Shim at 10:53 on 2015-04-29
I have to wonder about someone who suggests to a bunch of quarreling strangers that they should all share something so important and personal they've never told it to anyone else.

As far as verisimilitude goes though, a bunch of vague, rambling anecdotes that don't really address the premise and are emotionally unsatisfying seems like the most likely outcome.
Robinson L at 00:30 on 2015-04-30
Thanks for the comments.

@Melanie: I suppose that's a fair comparison, although "everyone tell us a little bit about themselves" is so open-ended that a lot of people may be at a loss for what to say; whereas "everyone tell us about one really incredible thing you've experienced in your life so far" feels potentially like something a bit more concrete. And by definition, it should be about something which would pack a substantial emotional punch.

@Shim: I dunno, I mean the idea as Uma states it is to talk about something positive they've experienced, and this is supposed to break the ice and get everybody to empathize a bit more with each other. I guess I'm not sure whether that seems like a good idea or not.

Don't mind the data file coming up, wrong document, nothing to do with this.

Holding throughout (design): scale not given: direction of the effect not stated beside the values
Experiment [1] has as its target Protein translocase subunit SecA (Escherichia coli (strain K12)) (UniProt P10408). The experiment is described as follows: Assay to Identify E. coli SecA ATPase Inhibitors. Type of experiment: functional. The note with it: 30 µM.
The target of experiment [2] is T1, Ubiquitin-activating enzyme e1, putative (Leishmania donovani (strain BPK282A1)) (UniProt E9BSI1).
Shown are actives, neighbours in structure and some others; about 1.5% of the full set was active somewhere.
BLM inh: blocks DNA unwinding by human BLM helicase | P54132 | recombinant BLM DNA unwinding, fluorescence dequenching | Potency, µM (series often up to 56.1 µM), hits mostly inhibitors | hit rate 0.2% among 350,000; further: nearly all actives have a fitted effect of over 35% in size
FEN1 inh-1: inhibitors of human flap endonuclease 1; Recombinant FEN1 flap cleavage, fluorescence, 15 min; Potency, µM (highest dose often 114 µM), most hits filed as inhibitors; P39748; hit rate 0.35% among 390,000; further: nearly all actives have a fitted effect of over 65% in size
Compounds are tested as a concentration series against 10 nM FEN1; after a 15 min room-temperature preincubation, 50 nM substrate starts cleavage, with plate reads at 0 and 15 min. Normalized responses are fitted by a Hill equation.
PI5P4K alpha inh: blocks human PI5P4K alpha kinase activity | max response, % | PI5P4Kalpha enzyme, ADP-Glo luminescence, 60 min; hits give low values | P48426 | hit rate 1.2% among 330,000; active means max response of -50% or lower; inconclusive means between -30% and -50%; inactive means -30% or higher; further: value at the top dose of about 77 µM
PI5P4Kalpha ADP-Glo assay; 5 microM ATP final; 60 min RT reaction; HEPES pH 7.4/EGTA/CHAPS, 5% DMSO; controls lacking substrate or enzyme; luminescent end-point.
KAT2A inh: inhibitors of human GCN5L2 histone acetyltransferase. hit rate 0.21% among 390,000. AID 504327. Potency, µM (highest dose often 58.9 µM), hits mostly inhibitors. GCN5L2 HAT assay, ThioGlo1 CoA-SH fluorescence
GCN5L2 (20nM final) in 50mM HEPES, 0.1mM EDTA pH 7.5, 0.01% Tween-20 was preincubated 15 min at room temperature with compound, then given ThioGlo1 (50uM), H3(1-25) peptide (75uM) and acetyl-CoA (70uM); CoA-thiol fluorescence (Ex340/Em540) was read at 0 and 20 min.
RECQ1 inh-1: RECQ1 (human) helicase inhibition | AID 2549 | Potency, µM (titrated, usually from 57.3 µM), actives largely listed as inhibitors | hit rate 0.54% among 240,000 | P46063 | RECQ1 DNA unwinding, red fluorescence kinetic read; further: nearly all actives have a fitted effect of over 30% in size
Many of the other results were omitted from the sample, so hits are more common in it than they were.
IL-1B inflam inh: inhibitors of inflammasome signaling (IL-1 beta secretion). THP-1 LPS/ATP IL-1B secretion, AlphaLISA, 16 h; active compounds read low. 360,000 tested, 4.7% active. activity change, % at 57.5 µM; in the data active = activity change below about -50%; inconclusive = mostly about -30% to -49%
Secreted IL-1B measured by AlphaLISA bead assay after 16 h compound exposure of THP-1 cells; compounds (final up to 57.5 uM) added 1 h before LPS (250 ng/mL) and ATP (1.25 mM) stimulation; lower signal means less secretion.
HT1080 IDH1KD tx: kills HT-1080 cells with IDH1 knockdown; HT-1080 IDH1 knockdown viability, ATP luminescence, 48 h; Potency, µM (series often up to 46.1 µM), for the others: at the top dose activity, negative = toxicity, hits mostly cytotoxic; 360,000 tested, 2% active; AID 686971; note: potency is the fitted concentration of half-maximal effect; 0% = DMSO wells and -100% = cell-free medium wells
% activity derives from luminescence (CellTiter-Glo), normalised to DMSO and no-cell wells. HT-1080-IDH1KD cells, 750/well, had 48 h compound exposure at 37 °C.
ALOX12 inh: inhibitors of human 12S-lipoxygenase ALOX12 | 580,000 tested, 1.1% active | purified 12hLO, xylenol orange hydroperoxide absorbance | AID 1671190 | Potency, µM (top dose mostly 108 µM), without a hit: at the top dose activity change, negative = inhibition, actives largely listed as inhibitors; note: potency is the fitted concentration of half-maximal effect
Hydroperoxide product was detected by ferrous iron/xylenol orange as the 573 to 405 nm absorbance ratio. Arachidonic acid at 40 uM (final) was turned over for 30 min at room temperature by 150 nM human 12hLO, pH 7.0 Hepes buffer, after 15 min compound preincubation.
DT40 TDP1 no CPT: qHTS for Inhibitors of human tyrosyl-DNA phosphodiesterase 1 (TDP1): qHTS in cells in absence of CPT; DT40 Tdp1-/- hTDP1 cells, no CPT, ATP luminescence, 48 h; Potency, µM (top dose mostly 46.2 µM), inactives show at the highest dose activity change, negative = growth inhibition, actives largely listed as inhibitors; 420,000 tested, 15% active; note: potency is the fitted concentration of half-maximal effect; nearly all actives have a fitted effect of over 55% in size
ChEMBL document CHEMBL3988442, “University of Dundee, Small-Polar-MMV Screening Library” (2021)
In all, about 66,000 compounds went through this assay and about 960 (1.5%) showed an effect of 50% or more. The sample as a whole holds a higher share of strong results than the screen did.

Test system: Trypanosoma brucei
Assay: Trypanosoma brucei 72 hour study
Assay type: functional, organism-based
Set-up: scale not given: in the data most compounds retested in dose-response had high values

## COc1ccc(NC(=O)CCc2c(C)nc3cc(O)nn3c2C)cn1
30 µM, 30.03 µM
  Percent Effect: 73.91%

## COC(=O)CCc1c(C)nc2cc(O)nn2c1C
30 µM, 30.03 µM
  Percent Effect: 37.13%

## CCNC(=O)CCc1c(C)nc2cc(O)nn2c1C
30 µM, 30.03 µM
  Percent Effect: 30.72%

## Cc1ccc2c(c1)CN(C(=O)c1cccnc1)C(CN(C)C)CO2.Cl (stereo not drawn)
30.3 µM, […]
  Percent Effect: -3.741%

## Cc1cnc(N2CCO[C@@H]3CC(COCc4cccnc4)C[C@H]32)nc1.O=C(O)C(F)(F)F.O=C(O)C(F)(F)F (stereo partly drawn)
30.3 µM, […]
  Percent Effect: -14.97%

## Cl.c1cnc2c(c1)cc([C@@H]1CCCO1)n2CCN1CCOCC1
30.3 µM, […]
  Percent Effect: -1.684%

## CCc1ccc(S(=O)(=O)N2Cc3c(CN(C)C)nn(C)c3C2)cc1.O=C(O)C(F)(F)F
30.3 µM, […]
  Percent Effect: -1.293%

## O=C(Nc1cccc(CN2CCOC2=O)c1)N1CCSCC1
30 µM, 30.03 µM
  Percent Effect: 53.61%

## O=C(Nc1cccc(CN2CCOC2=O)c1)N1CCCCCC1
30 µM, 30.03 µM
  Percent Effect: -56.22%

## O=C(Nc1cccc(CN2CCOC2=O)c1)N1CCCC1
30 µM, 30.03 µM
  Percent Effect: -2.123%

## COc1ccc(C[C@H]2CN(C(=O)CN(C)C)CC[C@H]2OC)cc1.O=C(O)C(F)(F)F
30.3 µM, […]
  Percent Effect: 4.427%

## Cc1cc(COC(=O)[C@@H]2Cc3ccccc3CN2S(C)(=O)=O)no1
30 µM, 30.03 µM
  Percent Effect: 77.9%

Oh, I should also probably mention in Divakaruni's favor while all the members of the cast come from either India or the US, they are racially diverse in way which felt like a plausible portrayal of the kind of breakdown you'd get of nine people in an Indian consulate in the states. Uma, Malathi, and Mr. Mangalam are Indian, Lily and Jiang are Chinese, Cameron is black, Mrs. and Mr. Pritchett are white, and Tariq is Middle Eastern.
Melanie at 01:29 on 2015-05-08
Yeah, but if you think about it, it's even worse in a way. It's still open-ended, but with an added "and make sure it's impressive". I don't think I'd be able to come up with anything like that although saying that makes me feel so, so boring.